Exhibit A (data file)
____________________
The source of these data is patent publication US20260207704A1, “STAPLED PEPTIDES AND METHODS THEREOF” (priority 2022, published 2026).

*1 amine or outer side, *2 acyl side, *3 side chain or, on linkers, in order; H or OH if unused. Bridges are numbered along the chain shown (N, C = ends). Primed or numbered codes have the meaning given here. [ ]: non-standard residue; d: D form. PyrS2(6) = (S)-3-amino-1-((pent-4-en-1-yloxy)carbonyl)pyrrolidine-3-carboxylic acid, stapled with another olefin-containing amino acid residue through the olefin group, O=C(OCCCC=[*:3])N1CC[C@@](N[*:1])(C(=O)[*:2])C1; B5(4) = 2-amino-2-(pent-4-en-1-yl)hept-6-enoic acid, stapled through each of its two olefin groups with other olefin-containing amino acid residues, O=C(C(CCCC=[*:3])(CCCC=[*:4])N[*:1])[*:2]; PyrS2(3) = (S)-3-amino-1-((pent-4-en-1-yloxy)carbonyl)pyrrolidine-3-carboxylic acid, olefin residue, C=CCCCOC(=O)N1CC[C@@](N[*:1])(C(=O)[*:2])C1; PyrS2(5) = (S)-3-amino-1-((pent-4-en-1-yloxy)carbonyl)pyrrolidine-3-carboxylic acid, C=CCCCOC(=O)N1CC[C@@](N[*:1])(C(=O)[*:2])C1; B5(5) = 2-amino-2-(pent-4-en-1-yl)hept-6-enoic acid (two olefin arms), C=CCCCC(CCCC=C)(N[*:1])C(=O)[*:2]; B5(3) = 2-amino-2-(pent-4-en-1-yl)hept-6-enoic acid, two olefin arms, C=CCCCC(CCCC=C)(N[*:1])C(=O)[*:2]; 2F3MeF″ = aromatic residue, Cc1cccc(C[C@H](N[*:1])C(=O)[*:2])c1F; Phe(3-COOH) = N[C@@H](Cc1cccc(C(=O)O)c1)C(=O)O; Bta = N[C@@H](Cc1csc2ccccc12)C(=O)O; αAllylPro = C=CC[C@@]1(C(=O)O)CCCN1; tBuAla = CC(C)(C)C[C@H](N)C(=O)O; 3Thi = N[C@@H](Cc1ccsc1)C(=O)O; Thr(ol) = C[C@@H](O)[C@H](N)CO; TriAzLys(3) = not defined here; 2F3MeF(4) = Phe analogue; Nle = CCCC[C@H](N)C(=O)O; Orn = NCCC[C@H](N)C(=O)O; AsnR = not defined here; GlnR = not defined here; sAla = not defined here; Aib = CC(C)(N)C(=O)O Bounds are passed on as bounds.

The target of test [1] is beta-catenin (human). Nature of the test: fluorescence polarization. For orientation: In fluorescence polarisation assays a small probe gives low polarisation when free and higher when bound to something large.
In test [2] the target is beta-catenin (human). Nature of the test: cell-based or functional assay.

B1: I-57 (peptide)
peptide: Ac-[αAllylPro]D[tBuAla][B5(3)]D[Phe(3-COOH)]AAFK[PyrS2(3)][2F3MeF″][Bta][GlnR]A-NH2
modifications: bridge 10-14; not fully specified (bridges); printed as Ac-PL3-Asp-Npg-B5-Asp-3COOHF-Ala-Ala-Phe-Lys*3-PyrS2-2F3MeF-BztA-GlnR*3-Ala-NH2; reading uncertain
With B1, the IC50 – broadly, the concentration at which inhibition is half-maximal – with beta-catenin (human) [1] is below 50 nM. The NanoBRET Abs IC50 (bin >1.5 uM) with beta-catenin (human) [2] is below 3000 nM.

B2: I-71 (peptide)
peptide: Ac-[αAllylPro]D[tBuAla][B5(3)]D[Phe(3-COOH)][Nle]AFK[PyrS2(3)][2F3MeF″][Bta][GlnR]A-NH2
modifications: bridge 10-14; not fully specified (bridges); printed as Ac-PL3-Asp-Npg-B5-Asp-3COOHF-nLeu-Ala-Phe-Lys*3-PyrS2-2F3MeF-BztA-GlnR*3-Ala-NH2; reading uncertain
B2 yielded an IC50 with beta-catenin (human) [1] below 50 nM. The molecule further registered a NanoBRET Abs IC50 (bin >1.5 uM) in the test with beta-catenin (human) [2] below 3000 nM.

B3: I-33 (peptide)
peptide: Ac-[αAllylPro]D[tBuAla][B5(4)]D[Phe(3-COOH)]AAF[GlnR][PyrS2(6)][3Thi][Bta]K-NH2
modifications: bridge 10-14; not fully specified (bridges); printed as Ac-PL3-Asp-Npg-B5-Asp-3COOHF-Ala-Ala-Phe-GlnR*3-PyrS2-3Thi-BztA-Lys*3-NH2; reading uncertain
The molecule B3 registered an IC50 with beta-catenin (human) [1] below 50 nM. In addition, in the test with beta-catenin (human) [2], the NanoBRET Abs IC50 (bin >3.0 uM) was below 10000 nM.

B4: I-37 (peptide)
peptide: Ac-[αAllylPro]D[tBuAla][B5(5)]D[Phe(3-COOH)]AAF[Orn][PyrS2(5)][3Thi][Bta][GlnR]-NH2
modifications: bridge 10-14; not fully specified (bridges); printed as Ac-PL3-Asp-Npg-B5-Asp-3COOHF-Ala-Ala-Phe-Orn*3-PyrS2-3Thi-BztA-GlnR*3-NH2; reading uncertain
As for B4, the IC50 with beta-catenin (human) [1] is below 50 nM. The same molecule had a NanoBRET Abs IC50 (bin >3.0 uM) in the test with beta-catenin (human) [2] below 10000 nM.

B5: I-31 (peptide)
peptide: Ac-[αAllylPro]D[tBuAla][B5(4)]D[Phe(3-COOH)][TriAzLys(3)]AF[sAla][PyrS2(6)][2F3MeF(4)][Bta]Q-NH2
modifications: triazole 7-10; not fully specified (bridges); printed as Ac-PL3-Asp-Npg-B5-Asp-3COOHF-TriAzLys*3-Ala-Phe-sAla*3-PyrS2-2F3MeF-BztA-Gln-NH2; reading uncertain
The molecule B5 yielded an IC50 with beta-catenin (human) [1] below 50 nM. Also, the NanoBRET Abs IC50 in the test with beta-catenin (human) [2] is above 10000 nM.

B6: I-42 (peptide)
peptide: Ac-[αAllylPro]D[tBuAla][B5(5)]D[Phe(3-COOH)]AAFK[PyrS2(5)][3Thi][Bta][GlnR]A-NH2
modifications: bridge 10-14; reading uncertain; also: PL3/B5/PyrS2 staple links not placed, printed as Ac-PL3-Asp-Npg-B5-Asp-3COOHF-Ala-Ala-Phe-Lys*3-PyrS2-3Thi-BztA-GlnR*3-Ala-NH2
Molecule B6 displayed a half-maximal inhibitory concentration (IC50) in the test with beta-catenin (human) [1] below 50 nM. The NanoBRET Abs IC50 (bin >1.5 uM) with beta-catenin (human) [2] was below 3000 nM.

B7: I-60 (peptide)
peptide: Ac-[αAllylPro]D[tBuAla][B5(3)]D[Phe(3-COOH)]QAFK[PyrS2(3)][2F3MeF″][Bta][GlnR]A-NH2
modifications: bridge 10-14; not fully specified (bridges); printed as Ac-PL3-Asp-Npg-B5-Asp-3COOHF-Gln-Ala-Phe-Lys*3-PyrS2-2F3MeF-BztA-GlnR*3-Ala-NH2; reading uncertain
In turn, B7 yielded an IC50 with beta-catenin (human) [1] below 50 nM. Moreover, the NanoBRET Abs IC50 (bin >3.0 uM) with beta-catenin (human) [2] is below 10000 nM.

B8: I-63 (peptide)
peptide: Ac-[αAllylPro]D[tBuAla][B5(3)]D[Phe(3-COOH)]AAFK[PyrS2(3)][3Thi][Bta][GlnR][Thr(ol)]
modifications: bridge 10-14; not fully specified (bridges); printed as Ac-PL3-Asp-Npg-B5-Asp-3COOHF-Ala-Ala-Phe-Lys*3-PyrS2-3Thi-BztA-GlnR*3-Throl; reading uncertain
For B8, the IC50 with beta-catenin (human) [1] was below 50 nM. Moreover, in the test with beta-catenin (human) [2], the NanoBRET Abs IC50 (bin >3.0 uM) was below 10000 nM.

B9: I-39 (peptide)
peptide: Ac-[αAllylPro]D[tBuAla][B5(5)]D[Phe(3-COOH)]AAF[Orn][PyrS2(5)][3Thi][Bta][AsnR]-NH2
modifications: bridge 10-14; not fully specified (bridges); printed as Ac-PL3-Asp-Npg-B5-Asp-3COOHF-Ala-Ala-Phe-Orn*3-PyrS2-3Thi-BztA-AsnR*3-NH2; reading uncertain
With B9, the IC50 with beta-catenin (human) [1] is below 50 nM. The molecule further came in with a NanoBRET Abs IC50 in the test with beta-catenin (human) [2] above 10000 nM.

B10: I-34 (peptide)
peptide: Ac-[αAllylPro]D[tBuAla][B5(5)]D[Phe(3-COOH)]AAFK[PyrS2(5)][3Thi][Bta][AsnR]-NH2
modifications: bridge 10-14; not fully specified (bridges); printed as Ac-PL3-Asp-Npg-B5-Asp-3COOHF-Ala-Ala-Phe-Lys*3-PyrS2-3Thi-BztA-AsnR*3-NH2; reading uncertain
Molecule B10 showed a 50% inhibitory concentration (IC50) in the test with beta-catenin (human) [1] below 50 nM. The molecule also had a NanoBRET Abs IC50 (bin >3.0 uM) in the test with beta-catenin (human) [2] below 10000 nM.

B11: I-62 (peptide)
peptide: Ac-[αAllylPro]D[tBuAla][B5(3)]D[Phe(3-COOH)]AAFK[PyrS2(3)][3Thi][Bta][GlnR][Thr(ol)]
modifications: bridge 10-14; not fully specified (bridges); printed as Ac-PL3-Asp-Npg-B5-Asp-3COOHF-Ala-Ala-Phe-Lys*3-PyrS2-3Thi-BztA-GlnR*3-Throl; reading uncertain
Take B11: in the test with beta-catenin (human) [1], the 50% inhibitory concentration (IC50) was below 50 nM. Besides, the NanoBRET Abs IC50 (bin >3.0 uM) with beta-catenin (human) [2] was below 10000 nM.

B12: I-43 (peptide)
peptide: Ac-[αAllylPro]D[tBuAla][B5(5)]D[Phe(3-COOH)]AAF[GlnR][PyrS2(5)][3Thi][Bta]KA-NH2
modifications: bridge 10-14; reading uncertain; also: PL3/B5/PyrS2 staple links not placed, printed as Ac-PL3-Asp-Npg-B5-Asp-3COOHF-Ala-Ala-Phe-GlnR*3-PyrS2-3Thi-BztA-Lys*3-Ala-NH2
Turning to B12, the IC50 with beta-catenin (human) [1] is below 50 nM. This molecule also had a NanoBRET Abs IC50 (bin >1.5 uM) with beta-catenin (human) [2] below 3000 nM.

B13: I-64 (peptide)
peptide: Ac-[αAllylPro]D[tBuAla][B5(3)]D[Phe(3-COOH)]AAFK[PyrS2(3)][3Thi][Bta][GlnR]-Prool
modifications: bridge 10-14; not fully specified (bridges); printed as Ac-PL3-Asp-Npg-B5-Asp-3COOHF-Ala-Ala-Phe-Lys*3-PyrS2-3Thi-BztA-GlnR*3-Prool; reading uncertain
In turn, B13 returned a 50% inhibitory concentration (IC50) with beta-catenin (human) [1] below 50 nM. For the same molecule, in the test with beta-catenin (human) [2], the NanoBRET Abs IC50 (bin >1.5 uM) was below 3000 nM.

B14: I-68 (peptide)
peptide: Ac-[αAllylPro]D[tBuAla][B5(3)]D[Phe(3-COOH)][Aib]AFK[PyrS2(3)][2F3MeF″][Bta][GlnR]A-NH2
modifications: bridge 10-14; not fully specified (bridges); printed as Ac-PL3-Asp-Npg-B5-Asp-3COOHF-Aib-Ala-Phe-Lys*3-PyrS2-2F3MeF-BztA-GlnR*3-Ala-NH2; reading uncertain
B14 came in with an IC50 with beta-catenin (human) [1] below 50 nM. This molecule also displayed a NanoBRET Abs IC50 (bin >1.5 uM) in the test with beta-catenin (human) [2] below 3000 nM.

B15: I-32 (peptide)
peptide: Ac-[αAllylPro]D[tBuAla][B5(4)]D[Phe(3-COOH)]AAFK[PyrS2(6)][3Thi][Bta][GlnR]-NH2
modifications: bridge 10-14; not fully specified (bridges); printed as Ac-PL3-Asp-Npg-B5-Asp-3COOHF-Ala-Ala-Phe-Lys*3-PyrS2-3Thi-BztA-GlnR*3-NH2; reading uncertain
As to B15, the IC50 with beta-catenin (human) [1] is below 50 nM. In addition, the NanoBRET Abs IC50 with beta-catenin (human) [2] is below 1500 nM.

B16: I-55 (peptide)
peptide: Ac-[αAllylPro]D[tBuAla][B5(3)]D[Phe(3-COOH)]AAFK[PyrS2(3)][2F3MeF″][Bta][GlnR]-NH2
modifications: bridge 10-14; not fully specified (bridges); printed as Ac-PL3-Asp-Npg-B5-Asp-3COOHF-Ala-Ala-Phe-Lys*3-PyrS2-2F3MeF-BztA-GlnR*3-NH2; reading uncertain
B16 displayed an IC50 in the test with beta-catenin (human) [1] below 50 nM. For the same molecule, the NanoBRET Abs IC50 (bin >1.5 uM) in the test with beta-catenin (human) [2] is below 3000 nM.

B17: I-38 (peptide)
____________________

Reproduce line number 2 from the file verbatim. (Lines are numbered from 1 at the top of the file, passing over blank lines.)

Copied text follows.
*1 amine or outer side, *2 acyl side, *3 side chain or, on linkers, in order; H or OH if unused. Bridges are numbered along the chain shown (N, C = ends). Primed or numbered codes have the meaning given here. [ ]: non-standard residue; d: D form. PyrS2(6) = (S)-3-amino-1-((pent-4-en-1-yloxy)carbonyl)pyrrolidine-3-carboxylic acid, stapled with another olefin-containing amino acid residue through the olefin group, O=C(OCCCC=[*:3])N1CC[C@@](N[*:1])(C(=O)[*:2])C1; B5(4) = 2-amino-2-(pent-4-en-1-yl)hept-6-enoic acid, stapled through each of its two olefin groups with other olefin-containing amino acid residues, O=C(C(CCCC=[*:3])(CCCC=[*:4])N[*:1])[*:2]; PyrS2(3) = (S)-3-amino-1-((pent-4-en-1-yloxy)carbonyl)pyrrolidine-3-carboxylic acid, olefin residue, C=CCCCOC(=O)N1CC[C@@](N[*:1])(C(=O)[*:2])C1; PyrS2(5) = (S)-3-amino-1-((pent-4-en-1-yloxy)carbonyl)pyrrolidine-3-carboxylic acid, C=CCCCOC(=O)N1CC[C@@](N[*:1])(C(=O)[*:2])C1; B5(5) = 2-amino-2-(pent-4-en-1-yl)hept-6-enoic acid (two olefin arms), C=CCCCC(CCCC=C)(N[*:1])C(=O)[*:2]; B5(3) = 2-amino-2-(pent-4-en-1-yl)hept-6-enoic acid, two olefin arms, C=CCCCC(CCCC=C)(N[*:1])C(=O)[*:2]; 2F3MeF″ = aromatic residue, Cc1cccc(C[C@H](N[*:1])C(=O)[*:2])c1F; Phe(3-COOH) = N[C@@H](Cc1cccc(C(=O)O)c1)C(=O)O; Bta = N[C@@H](Cc1csc2ccccc12)C(=O)O; αAllylPro = C=CC[C@@]1(C(=O)O)CCCN1; tBuAla = CC(C)(C)C[C@H](N)C(=O)O; 3Thi = N[C@@H](Cc1ccsc1)C(=O)O; Thr(ol) = C[C@@H](O)[C@H](N)CO; TriAzLys(3) = not defined here; 2F3MeF(4) = Phe analogue; Nle = CCCC[C@H](N)C(=O)O; Orn = NCCC[C@H](N)C(=O)O; AsnR = not defined here; GlnR = not defined here; sAla = not defined here; Aib = CC(C)(N)C(=O)O Bounds are passed on as bounds.